A proper kind of care in the community
Traditionally, doctors' surgeries are not accessible places for young people. Teenagers may be nervous about making appointments, embarrassed at being seen in the waiting room and generally fearful that the service won't be confidential. In a Cornish school with a 200-square mile rural catchment area, their difficulties are compunded by the lack of transport and access to surgeries. So the idea for TIC TAC (Teenage Information Centre, Teenage Advice Centre) was born.
Head Paul Buet had talked with Dr Jon Tilbury, a local GP and a school governor about different ways the school could serve its community. Dr Tilbury had also helped prepare material on sex education for the school's PSE programme and offered to come into the school one day a week to run a medical counselling service.
"It was then we realised," says Mr Buet, "what a range of issues young people were facing and that there weren't the resources available to help them. " At the same time the governors were rethinking the future of a spare building on the site. Rather than knock it down for a car park, they decided to recommission it as a medical centre.
Paul Buet is proud that his school offers confidential medical advice where there is such an obvious need. "It might be helping teenagers not to take up smoking or warning them of drugs. If we are helping young people to manage their lives better or preventing one unwanted pregnancy it will have been worthwhile."
Carol Ackroyd, a community nurse, says a survey by the local health centre had shown that teenagers were receiving the poorest service and under-using what existed. Some of them wanted to visit the doctor without their parents' knowledge but living in the country made this particularly difficult. "Often, the only time they had for appointments was school lunchtimes, but before Tic Tac it was difficult to leave the school premises," she says.
Since its launch last September with funding from the Cornwall Healthcare Trust, 500 children have come through Tic Tac's door to see one of a team of five doctors, or a community nurse or district health visitor, who take turns to be on duty. The pupils present a wide range of medical needs including sexual health problems and emotional difficulties.
A number of surprises have already emerged. One is the speed with which Tic Tac has been accepted by the pupil. After a quiet start, a few pupils started to visit, and there is now a regular flow of patients.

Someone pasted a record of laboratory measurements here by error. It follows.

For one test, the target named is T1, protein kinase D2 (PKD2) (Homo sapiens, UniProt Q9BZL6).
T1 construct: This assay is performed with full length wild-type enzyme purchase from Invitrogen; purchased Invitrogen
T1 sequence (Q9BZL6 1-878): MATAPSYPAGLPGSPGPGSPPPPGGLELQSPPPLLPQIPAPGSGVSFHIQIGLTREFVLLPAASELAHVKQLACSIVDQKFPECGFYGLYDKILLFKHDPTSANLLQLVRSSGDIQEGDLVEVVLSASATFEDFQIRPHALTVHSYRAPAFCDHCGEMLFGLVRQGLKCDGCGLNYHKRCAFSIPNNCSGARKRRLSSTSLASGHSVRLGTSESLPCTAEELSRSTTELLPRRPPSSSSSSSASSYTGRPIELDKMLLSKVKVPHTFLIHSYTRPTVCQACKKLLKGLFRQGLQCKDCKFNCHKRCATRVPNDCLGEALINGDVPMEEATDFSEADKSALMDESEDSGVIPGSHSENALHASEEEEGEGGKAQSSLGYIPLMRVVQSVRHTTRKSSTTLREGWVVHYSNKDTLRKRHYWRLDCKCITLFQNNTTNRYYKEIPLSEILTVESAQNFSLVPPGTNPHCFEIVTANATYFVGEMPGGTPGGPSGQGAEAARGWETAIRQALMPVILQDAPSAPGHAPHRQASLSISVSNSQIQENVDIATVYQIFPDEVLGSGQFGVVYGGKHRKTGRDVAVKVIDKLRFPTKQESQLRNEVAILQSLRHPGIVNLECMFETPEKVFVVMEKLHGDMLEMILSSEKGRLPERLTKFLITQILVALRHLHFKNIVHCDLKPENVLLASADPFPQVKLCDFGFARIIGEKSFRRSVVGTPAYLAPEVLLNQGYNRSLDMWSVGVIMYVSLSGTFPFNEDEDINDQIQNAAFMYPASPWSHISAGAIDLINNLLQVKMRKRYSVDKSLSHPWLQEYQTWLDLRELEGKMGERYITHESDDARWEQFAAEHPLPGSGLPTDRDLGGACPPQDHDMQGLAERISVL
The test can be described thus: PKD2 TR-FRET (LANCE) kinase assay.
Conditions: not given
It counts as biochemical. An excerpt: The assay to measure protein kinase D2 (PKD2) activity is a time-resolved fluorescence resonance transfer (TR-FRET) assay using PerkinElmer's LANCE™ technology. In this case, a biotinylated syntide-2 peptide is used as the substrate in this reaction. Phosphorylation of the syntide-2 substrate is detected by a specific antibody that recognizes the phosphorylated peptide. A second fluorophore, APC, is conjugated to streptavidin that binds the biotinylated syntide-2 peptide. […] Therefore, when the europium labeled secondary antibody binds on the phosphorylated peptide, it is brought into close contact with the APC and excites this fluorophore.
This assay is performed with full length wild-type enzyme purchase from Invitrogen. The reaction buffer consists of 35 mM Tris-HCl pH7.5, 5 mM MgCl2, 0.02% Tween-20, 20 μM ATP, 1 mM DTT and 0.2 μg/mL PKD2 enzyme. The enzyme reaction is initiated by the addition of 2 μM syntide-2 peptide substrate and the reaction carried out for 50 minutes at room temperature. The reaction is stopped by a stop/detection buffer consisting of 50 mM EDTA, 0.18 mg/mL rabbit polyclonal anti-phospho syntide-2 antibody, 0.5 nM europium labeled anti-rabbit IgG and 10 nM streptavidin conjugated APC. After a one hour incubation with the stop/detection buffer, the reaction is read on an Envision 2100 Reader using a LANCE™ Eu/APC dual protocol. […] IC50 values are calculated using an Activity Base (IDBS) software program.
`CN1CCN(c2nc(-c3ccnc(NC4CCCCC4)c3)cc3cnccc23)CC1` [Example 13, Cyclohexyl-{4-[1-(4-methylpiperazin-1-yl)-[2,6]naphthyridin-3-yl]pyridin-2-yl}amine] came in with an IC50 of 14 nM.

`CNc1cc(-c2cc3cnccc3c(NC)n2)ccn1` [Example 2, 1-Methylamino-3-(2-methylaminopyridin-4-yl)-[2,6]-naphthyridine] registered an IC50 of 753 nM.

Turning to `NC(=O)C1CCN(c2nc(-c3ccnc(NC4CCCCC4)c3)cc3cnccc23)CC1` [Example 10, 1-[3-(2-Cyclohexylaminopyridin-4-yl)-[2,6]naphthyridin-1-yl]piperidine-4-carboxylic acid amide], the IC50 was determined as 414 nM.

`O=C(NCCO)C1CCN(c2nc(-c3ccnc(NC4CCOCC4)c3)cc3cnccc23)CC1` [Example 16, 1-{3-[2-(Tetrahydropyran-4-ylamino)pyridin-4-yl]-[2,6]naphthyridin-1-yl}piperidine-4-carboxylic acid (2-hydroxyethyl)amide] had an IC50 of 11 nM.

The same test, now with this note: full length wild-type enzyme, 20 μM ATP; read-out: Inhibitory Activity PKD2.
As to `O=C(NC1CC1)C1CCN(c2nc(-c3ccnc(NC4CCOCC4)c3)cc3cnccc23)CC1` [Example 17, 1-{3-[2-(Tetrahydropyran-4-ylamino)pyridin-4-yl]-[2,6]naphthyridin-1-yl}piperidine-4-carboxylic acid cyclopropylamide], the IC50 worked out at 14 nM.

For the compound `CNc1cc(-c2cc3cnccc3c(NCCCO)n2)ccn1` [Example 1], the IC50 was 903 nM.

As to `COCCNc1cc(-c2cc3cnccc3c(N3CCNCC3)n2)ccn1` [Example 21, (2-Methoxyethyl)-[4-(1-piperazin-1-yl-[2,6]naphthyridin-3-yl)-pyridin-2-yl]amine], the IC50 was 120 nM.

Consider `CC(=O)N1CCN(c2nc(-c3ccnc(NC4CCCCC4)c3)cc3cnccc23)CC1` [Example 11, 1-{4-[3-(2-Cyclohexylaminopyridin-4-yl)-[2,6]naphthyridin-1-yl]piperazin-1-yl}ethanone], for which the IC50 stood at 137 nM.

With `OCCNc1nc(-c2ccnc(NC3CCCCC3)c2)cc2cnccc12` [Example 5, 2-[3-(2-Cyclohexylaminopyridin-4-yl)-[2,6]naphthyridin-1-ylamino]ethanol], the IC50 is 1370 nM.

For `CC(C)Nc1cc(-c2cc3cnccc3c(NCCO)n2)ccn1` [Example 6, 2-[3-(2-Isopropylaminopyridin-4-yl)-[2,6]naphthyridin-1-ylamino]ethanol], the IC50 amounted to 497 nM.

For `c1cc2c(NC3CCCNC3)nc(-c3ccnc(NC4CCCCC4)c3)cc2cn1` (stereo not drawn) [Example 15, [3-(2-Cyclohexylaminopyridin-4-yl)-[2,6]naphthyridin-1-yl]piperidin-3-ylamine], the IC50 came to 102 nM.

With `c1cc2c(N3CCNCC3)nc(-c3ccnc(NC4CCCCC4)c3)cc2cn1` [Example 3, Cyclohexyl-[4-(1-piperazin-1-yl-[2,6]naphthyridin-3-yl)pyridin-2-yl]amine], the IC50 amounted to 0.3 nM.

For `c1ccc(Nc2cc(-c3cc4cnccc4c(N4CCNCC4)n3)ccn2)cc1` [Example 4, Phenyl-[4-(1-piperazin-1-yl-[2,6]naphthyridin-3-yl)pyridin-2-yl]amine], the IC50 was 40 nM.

Another curious fact has been the number of boys using the service. Girls were expected to be in the majority but there is an even split between the sexes. Boys, as much as girls, are coming for guidance about health matters. They also have worries about relationships with the opposite sex, peer group pressure and smoking.
The school was initially worried about possible complaints from parents, but to date there has been just one. And that was resolved after a lengthy chat with Dr Tilbury. Because he is a governor at Callington, he has been able to work closely with teachers without the sense of an outsider moving in.
For the future, a co-ordinator will be appointed to give the surgery a permanent friendly face. Such continuity is considered to be an important step because the medical staff tend to change during the week. One boy patient who is attending regularly, is obviously plucking up the courage to ask something. Having the same reassuring face each day should help build pupils' confidence.
Dr Tilbury stresses that Callington doesn't have any particular problems. "It is a normal school where there just happen to be like-minded people who wanted to offer this service. There is clearly a similar need in other schools and I would like to think we could stimulate debate and get similar services provided elsewhere."
The numbers using the service are also making Tic Tac a victim of its own success. With only a lunch hour for consultations and a full surgery it is proving difficult to cope. Again the co-ordinator may be able to relieve some of the pressure or some pupils may be persuaded to visit the surgery practice out of school time.
Dr Tilbury said: "If we are really serious about health promotion and education this is where we ought to be making the investment. This is the time to achieve something useful and target people who are just setting out on a life time's ill health."
Targetting teenage health issues has taken on a new significance since the Government published its Health of the Nation document in l992, with improvements to aim at for the millenium. While the Callington initiative was not devised in response to that the targets had no new funding attached to them for which the Government was criticised it could be deemed a model of good practice.
The national targets were set to emphasise prevention rather than cure and one key aim was to halve the rate of pregnancies among teenage girls under 16 by the year 2000. Reductions in rates of smoking and consequent falls in the rate of lung cancer were another key aim.
This month new statistics show that for the first year in 10 years teenage pregnancies have fallen. Grassroots initiatives like the unique health service at Callington may be beginning to make a difference.